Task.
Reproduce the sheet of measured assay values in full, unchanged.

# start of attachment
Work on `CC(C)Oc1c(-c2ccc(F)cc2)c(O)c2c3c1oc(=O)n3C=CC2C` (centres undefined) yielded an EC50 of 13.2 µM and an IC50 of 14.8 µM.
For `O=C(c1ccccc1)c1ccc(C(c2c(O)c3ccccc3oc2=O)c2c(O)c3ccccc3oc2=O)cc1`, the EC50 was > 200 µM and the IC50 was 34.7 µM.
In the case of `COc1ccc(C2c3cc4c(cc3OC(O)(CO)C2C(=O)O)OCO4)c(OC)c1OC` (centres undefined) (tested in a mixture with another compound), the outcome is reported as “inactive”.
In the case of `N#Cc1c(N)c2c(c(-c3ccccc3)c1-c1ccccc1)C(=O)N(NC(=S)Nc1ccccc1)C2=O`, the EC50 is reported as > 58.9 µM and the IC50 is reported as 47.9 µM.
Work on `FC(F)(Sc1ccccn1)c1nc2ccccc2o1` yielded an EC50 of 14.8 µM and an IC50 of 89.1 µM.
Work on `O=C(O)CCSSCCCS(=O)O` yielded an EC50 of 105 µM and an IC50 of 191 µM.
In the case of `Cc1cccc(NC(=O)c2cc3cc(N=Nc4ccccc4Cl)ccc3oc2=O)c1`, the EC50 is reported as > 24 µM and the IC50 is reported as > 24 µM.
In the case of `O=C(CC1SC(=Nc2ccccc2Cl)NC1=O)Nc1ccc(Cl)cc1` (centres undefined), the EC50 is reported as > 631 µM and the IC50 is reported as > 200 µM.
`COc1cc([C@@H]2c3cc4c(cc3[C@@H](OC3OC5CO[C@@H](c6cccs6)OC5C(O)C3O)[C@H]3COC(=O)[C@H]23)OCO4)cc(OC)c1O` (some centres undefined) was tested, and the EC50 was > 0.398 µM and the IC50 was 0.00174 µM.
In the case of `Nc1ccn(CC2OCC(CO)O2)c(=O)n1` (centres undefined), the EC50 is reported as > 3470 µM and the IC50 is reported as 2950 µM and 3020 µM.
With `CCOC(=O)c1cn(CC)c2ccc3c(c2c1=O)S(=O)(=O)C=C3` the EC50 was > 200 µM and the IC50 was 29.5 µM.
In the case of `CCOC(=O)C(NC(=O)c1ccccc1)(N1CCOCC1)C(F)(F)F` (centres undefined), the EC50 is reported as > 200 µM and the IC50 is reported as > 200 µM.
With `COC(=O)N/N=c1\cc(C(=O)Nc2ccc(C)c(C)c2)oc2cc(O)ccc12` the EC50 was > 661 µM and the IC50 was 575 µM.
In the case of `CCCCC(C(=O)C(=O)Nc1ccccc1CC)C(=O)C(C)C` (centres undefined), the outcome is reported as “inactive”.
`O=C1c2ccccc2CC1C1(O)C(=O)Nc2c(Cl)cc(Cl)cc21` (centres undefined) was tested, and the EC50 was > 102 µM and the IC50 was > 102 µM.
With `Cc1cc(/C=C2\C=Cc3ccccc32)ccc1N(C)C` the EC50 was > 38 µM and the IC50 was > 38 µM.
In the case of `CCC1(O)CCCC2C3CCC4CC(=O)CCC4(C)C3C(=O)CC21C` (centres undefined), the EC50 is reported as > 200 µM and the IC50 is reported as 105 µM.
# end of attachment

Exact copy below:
Work on `CC(C)Oc1c(-c2ccc(F)cc2)c(O)c2c3c1oc(=O)n3C=CC2C` (centres undefined) yielded an EC50 of 13.2 µM and an IC50 of 14.8 µM.
For `O=C(c1ccccc1)c1ccc(C(c2c(O)c3ccccc3oc2=O)c2c(O)c3ccccc3oc2=O)cc1`, the EC50 was > 200 µM and the IC50 was 34.7 µM.
In the case of `COc1ccc(C2c3cc4c(cc3OC(O)(CO)C2C(=O)O)OCO4)c(OC)c1OC` (centres undefined) (tested in a mixture with another compound), the outcome is reported as “inactive”.
In the case of `N#Cc1c(N)c2c(c(-c3ccccc3)c1-c1ccccc1)C(=O)N(NC(=S)Nc1ccccc1)C2=O`, the EC50 is reported as > 58.9 µM and the IC50 is reported as 47.9 µM.
Work on `FC(F)(Sc1ccccn1)c1nc2ccccc2o1` yielded an EC50 of 14.8 µM and an IC50 of 89.1 µM.
Work on `O=C(O)CCSSCCCS(=O)O` yielded an EC50 of 105 µM and an IC50 of 191 µM.
In the case of `Cc1cccc(NC(=O)c2cc3cc(N=Nc4ccccc4Cl)ccc3oc2=O)c1`, the EC50 is reported as > 24 µM and the IC50 is reported as > 24 µM.
In the case of `O=C(CC1SC(=Nc2ccccc2Cl)NC1=O)Nc1ccc(Cl)cc1` (centres undefined), the EC50 is reported as > 631 µM and the IC50 is reported as > 200 µM.
`COc1cc([C@@H]2c3cc4c(cc3[C@@H](OC3OC5CO[C@@H](c6cccs6)OC5C(O)C3O)[C@H]3COC(=O)[C@H]23)OCO4)cc(OC)c1O` (some centres undefined) was tested, and the EC50 was > 0.398 µM and the IC50 was 0.00174 µM.
In the case of `Nc1ccn(CC2OCC(CO)O2)c(=O)n1` (centres undefined), the EC50 is reported as > 3470 µM and the IC50 is reported as 2950 µM and 3020 µM.
With `CCOC(=O)c1cn(CC)c2ccc3c(c2c1=O)S(=O)(=O)C=C3` the EC50 was > 200 µM and the IC50 was 29.5 µM.
In the case of `CCOC(=O)C(NC(=O)c1ccccc1)(N1CCOCC1)C(F)(F)F` (centres undefined), the EC50 is reported as > 200 µM and the IC50 is reported as > 200 µM.
With `COC(=O)N/N=c1\cc(C(=O)Nc2ccc(C)c(C)c2)oc2cc(O)ccc12` the EC50 was > 661 µM and the IC50 was 575 µM.
In the case of `CCCCC(C(=O)C(=O)Nc1ccccc1CC)C(=O)C(C)C` (centres undefined), the outcome is reported as “inactive”.
`O=C1c2ccccc2CC1C1(O)C(=O)Nc2c(Cl)cc(Cl)cc21` (centres undefined) was tested, and the EC50 was > 102 µM and the IC50 was > 102 µM.
With `Cc1cc(/C=C2\C=Cc3ccccc32)ccc1N(C)C` the EC50 was > 38 µM and the IC50 was > 38 µM.
In the case of `CCC1(O)CCCC2C3CCC4CC(=O)CCC4(C)C3C(=O)CC21C` (centres undefined), the EC50 is reported as > 200 µM and the IC50 is reported as 105 µM.